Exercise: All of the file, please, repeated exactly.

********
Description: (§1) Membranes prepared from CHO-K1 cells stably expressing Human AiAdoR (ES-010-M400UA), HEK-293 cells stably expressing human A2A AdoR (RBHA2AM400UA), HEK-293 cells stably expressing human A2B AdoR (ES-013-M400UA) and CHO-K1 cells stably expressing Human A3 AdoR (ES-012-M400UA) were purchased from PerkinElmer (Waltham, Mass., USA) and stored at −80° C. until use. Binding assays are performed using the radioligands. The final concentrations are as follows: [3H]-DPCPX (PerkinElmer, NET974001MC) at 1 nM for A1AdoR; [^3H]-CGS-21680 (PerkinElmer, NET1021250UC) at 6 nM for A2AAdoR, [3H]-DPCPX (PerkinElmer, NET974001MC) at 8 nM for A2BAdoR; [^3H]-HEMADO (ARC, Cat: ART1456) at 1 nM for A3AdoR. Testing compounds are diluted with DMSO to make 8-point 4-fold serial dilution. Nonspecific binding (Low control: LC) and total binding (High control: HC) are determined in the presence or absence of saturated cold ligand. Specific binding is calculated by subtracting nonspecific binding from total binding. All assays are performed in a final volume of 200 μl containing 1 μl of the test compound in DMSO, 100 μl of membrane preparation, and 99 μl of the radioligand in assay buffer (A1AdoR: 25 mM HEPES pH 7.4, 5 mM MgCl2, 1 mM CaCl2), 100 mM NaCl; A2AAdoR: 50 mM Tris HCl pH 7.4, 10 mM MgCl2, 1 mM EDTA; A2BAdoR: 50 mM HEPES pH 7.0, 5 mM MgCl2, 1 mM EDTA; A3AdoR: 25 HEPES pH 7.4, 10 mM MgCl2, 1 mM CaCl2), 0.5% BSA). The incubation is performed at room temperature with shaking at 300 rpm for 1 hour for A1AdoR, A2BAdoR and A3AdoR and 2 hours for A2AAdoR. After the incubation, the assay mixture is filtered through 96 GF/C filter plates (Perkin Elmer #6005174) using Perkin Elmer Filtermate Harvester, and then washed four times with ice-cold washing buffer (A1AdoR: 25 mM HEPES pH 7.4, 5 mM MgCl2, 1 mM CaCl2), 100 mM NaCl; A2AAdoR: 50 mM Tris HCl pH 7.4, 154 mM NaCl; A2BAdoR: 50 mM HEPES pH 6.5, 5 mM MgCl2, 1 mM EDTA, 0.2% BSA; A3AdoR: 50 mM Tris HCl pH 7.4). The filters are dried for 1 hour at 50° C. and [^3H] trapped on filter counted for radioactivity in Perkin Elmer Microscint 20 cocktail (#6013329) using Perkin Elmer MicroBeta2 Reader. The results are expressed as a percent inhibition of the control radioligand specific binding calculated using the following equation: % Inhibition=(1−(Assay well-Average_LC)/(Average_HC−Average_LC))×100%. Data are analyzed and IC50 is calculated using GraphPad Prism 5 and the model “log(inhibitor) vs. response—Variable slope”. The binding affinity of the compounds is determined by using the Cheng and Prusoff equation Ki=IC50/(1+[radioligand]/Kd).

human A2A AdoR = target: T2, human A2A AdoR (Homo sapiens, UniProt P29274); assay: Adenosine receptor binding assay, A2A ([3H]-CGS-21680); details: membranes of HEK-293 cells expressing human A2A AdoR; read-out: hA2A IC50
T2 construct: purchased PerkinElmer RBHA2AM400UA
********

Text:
Description: (§1) Membranes prepared from CHO-K1 cells stably expressing Human AiAdoR (ES-010-M400UA), HEK-293 cells stably expressing human A2A AdoR (RBHA2AM400UA), HEK-293 cells stably expressing human A2B AdoR (ES-013-M400UA) and CHO-K1 cells stably expressing Human A3 AdoR (ES-012-M400UA) were purchased from PerkinElmer (Waltham, Mass., USA) and stored at −80° C. until use. Binding assays are performed using the radioligands. The final concentrations are as follows: [3H]-DPCPX (PerkinElmer, NET974001MC) at 1 nM for A1AdoR; [^3H]-CGS-21680 (PerkinElmer, NET1021250UC) at 6 nM for A2AAdoR, [3H]-DPCPX (PerkinElmer, NET974001MC) at 8 nM for A2BAdoR; [^3H]-HEMADO (ARC, Cat: ART1456) at 1 nM for A3AdoR. Testing compounds are diluted with DMSO to make 8-point 4-fold serial dilution. Nonspecific binding (Low control: LC) and total binding (High control: HC) are determined in the presence or absence of saturated cold ligand. Specific binding is calculated by subtracting nonspecific binding from total binding. All assays are performed in a final volume of 200 μl containing 1 μl of the test compound in DMSO, 100 μl of membrane preparation, and 99 μl of the radioligand in assay buffer (A1AdoR: 25 mM HEPES pH 7.4, 5 mM MgCl2, 1 mM CaCl2), 100 mM NaCl; A2AAdoR: 50 mM Tris HCl pH 7.4, 10 mM MgCl2, 1 mM EDTA; A2BAdoR: 50 mM HEPES pH 7.0, 5 mM MgCl2, 1 mM EDTA; A3AdoR: 25 HEPES pH 7.4, 10 mM MgCl2, 1 mM CaCl2), 0.5% BSA). The incubation is performed at room temperature with shaking at 300 rpm for 1 hour for A1AdoR, A2BAdoR and A3AdoR and 2 hours for A2AAdoR. After the incubation, the assay mixture is filtered through 96 GF/C filter plates (Perkin Elmer #6005174) using Perkin Elmer Filtermate Harvester, and then washed four times with ice-cold washing buffer (A1AdoR: 25 mM HEPES pH 7.4, 5 mM MgCl2, 1 mM CaCl2), 100 mM NaCl; A2AAdoR: 50 mM Tris HCl pH 7.4, 154 mM NaCl; A2BAdoR: 50 mM HEPES pH 6.5, 5 mM MgCl2, 1 mM EDTA, 0.2% BSA; A3AdoR: 50 mM Tris HCl pH 7.4). The filters are dried for 1 hour at 50° C. and [^3H] trapped on filter counted for radioactivity in Perkin Elmer Microscint 20 cocktail (#6013329) using Perkin Elmer MicroBeta2 Reader. The results are expressed as a percent inhibition of the control radioligand specific binding calculated using the following equation: % Inhibition=(1−(Assay well-Average_LC)/(Average_HC−Average_LC))×100%. Data are analyzed and IC50 is calculated using GraphPad Prism 5 and the model “log(inhibitor) vs. response—Variable slope”. The binding affinity of the compounds is determined by using the Cheng and Prusoff equation Ki=IC50/(1+[radioligand]/Kd).

human A2A AdoR = target: T2, human A2A AdoR (Homo sapiens, UniProt P29274); assay: Adenosine receptor binding assay, A2A ([3H]-CGS-21680); details: membranes of HEK-293 cells expressing human A2A AdoR; read-out: hA2A IC50
T2 construct: purchased PerkinElmer RBHA2AM400UA